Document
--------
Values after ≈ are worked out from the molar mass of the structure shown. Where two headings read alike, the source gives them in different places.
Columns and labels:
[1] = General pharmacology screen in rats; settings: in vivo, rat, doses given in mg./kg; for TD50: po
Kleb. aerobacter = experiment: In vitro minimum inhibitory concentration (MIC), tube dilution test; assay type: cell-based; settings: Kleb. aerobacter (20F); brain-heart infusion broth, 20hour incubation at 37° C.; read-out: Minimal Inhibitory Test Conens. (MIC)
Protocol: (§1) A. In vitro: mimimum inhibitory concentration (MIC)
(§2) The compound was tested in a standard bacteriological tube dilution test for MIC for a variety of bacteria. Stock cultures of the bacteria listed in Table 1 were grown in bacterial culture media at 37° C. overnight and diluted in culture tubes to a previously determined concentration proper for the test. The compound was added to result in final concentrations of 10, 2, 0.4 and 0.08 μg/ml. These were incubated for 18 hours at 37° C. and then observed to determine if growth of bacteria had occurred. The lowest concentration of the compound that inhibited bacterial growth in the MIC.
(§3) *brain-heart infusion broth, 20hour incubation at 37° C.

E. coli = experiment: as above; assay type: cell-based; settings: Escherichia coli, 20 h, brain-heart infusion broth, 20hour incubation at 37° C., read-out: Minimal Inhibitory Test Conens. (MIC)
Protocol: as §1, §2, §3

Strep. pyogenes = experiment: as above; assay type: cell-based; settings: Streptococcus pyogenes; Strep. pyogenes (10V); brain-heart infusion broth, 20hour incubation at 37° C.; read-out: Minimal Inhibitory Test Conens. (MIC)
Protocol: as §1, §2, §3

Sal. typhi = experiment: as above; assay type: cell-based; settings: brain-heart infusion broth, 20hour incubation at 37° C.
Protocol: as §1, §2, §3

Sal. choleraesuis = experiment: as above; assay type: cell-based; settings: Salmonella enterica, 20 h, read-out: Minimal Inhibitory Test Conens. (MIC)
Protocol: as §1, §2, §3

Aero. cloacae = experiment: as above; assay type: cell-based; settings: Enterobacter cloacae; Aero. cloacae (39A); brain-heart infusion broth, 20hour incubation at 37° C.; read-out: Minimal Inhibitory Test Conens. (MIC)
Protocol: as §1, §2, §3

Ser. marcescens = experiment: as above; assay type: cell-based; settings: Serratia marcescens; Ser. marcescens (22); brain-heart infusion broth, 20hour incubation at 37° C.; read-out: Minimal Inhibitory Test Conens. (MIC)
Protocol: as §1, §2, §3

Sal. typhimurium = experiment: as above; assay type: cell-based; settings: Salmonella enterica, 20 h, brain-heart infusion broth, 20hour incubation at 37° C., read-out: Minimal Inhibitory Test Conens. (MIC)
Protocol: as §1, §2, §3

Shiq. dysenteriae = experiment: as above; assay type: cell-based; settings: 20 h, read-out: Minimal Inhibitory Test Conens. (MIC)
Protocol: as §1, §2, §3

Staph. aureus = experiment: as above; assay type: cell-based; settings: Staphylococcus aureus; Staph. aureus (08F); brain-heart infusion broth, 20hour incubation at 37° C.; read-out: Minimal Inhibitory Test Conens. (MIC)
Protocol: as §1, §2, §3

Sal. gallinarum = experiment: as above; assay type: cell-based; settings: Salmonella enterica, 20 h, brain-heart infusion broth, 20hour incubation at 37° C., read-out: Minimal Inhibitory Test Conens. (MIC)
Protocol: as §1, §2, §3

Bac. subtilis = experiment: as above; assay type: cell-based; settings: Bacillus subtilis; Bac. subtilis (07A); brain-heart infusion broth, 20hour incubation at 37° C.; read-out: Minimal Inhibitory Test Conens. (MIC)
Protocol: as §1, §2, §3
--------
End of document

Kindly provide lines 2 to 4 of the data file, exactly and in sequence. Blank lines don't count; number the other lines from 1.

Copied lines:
Columns and labels:
[1] = General pharmacology screen in rats; settings: in vivo, rat, doses given in mg./kg; for TD50: po
Kleb. aerobacter = experiment: In vitro minimum inhibitory concentration (MIC), tube dilution test; assay type: cell-based; settings: Kleb. aerobacter (20F); brain-heart infusion broth, 20hour incubation at 37° C.; read-out: Minimal Inhibitory Test Conens. (MIC)